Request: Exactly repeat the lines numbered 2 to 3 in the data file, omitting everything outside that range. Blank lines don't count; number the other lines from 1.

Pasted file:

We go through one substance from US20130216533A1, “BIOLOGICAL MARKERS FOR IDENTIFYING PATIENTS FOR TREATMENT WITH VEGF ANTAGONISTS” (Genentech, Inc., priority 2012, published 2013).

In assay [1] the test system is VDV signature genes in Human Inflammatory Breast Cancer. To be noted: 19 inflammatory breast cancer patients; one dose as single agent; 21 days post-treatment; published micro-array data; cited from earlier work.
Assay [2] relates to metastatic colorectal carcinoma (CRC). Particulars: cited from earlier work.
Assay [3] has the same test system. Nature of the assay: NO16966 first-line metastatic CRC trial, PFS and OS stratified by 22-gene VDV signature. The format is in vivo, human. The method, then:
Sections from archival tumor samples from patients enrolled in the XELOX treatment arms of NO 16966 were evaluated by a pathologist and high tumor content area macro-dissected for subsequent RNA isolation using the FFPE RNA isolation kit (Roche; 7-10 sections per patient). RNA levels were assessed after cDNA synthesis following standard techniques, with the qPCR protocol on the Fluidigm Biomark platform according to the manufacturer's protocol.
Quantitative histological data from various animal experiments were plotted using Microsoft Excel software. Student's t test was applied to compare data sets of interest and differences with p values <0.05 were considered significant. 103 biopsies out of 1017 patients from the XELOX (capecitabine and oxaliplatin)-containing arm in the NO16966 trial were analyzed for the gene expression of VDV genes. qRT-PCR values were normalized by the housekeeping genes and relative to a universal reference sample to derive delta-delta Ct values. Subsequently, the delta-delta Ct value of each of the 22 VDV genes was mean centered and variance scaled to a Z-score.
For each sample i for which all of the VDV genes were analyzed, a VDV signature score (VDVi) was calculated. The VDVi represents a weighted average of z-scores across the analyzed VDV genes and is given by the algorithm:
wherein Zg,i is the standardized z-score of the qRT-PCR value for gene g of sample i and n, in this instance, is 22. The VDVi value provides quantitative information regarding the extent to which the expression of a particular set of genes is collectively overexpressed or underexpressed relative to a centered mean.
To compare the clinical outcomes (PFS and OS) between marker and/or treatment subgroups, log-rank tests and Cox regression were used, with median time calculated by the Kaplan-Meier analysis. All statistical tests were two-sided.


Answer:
In assay [1] the test system is VDV signature genes in Human Inflammatory Breast Cancer. To be noted: 19 inflammatory breast cancer patients; one dose as single agent; 21 days post-treatment; published micro-array data; cited from earlier work.
Assay [2] relates to metastatic colorectal carcinoma (CRC). Particulars: cited from earlier work.